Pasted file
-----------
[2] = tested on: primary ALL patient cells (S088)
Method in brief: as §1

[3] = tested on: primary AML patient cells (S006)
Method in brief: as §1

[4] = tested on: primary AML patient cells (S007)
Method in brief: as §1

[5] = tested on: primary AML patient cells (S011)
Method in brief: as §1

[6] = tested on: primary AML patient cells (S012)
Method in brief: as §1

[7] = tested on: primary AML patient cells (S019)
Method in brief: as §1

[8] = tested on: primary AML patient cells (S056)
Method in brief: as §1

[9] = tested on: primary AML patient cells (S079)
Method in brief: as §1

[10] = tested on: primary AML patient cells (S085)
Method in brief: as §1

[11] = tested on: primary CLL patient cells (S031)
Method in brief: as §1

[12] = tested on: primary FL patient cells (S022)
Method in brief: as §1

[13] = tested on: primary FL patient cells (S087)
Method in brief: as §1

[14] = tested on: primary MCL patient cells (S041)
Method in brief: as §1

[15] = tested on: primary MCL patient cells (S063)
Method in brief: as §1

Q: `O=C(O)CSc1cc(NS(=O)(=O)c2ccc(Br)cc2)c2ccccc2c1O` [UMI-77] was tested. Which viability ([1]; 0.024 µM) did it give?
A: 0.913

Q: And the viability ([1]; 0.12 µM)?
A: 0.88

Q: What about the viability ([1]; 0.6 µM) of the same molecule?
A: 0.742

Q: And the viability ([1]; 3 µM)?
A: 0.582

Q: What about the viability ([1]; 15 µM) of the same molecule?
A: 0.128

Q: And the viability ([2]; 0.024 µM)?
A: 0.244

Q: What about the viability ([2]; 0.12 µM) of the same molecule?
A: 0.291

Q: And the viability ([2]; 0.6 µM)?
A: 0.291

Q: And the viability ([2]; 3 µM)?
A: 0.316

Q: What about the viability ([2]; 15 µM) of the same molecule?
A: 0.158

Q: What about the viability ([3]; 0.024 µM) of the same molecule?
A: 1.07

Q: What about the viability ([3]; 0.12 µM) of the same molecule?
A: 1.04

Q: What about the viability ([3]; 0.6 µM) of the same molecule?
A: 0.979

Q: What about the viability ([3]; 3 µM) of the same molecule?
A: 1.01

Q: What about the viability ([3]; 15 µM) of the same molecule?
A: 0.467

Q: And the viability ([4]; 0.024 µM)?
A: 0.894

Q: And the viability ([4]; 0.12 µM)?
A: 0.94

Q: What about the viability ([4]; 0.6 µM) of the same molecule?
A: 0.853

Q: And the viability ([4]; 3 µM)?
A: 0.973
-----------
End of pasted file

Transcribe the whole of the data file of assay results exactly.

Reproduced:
[2] = tested on: primary ALL patient cells (S088)
Method in brief: as §1

[3] = tested on: primary AML patient cells (S006)
Method in brief: as §1

[4] = tested on: primary AML patient cells (S007)
Method in brief: as §1

[5] = tested on: primary AML patient cells (S011)
Method in brief: as §1

[6] = tested on: primary AML patient cells (S012)
Method in brief: as §1

[7] = tested on: primary AML patient cells (S019)
Method in brief: as §1

[8] = tested on: primary AML patient cells (S056)
Method in brief: as §1

[9] = tested on: primary AML patient cells (S079)
Method in brief: as §1

[10] = tested on: primary AML patient cells (S085)
Method in brief: as §1

[11] = tested on: primary CLL patient cells (S031)
Method in brief: as §1

[12] = tested on: primary FL patient cells (S022)
Method in brief: as §1

[13] = tested on: primary FL patient cells (S087)
Method in brief: as §1

[14] = tested on: primary MCL patient cells (S041)
Method in brief: as §1

[15] = tested on: primary MCL patient cells (S063)
Method in brief: as §1

Q: `O=C(O)CSc1cc(NS(=O)(=O)c2ccc(Br)cc2)c2ccccc2c1O` [UMI-77] was tested. Which viability ([1]; 0.024 µM) did it give?
A: 0.913

Q: And the viability ([1]; 0.12 µM)?
A: 0.88

Q: What about the viability ([1]; 0.6 µM) of the same molecule?
A: 0.742

Q: And the viability ([1]; 3 µM)?
A: 0.582

Q: What about the viability ([1]; 15 µM) of the same molecule?
A: 0.128

Q: And the viability ([2]; 0.024 µM)?
A: 0.244

Q: What about the viability ([2]; 0.12 µM) of the same molecule?
A: 0.291

Q: And the viability ([2]; 0.6 µM)?
A: 0.291

Q: And the viability ([2]; 3 µM)?
A: 0.316

Q: What about the viability ([2]; 15 µM) of the same molecule?
A: 0.158

Q: What about the viability ([3]; 0.024 µM) of the same molecule?
A: 1.07

Q: What about the viability ([3]; 0.12 µM) of the same molecule?
A: 1.04

Q: What about the viability ([3]; 0.6 µM) of the same molecule?
A: 0.979

Q: What about the viability ([3]; 3 µM) of the same molecule?
A: 1.01

Q: What about the viability ([3]; 15 µM) of the same molecule?
A: 0.467

Q: And the viability ([4]; 0.024 µM)?
A: 0.894

Q: And the viability ([4]; 0.12 µM)?
A: 0.94

Q: What about the viability ([4]; 0.6 µM) of the same molecule?
A: 0.853

Q: And the viability ([4]; 3 µM)?
A: 0.973